Delta Air Lines is now one the world’s largest airlines. It serves over 180m passengers per year, has 80,000 employees and serves 323 destinations. The following table lists the current fleet and what is on order. Note the age of some of these aircraft – Delta is well known for its appreciation of low cost second hand aircraft it can secure.
It is clear that Delta has to start replacing some of its fleet. In November 2016 Delta announced it selected the A350-900 and A330-900 to replace Boeing 747 and 767s starting in 2017 and 2019, respectively. In April 2016 Delta announced its order for 75 firm CS100s and 50 options that can be converted to the CS300. Also in April 2016 Delta announced an agreement with Airbus to acquire 37 additional A321s as part of its efforts to renew its narrowbody fleet. Delta’s order for the 737-900ER was announced in August 2011 when the airline ordered 100. Delta referred to the 737-900ER order as replacing on a capacity-neutral basis (180-seat) older technology aircraft that will be retired from the fleet.
Delta has been retiring 757 and 767s slowly. These two aircraft have been the backbone of the fleet. The following chart illustrates how significant these models have been at Delta for some time. In passing, note these models also fall right in the MoM range.
If we look at the Delta fleet by seat count we get an idea of the company’s thinking so far on fleet renewal. Because there are several seat configurations for the 757 and 767, we averaged these to get a general idea on seat numbers.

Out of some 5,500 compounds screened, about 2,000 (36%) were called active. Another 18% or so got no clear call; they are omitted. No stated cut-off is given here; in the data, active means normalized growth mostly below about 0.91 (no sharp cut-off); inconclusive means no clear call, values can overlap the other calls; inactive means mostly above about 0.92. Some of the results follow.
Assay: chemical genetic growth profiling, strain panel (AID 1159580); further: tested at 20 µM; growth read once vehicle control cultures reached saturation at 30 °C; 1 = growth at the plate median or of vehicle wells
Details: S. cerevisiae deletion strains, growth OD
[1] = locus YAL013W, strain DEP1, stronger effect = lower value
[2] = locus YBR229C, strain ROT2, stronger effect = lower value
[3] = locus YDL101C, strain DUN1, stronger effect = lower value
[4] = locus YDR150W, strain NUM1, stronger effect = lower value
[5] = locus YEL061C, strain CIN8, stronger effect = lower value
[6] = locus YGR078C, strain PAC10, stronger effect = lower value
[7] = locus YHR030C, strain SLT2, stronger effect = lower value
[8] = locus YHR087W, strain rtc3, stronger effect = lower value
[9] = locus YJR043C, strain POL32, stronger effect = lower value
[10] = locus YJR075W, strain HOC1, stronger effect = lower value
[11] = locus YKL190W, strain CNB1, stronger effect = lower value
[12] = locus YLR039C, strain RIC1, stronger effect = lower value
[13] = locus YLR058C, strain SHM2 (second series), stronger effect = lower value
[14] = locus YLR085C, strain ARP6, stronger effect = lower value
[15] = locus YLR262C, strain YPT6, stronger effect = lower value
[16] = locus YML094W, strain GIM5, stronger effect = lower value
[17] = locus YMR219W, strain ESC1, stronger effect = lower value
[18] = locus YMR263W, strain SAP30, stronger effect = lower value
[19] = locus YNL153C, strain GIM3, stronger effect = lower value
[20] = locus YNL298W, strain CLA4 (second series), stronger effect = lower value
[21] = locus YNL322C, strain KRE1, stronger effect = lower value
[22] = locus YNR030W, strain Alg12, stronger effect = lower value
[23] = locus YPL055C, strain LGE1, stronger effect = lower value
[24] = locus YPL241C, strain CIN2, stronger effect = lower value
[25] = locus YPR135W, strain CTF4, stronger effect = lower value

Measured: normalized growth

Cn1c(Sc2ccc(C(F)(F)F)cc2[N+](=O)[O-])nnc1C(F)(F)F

It seems the CS100 could be replacing both the 737-700s and A319s. Clearly the ex-Northwest A319s are likely to be the first to be retired. If the CS100 is successful at Delta, the options are possibly going to be exercised and converted to CS300s. This is happening at SWISS.
At the near-200 seat segment, Delta seems to be hedging its bets with the 737-900ER and A321. Certainly these new aircraft can replace the 757s for domestic North America. But for Trans Atlantic the A321eo might be a better bet, but Delta has not selected this model (A321’s “acquired near the end of the model’s production cycle”). Ed Bastian, Delta’s CEO said “The order for the A321s is an opportunistic fleet move that enables us to produce strong returns and cost-effectively accelerate the retirement of Delta’s 116 MD-88s in a capital efficient manner.” But the seat count between these two aircraft is wide, making the statement appear odd. We would bet the A321neo is in play at Delta.
Delta claimed the A330-900 is going to replace 767s. But the 25 on order is way short to accomplish this. Delta said the A330-900 is going to replace the 767-300ER. It would seem there could be more A330neos coming to make this happen.
The A350 is to replace the 747-400s. But there about four times as many A350s on order as there are 747-400s. Might these A350s also eventually replace the 777LRs?
As we hope to have demonstrated, Delta’s fleet renewal is not fully executed. There are clearly more steps to come.
© 2017, Addison Schonland. All rights reserved.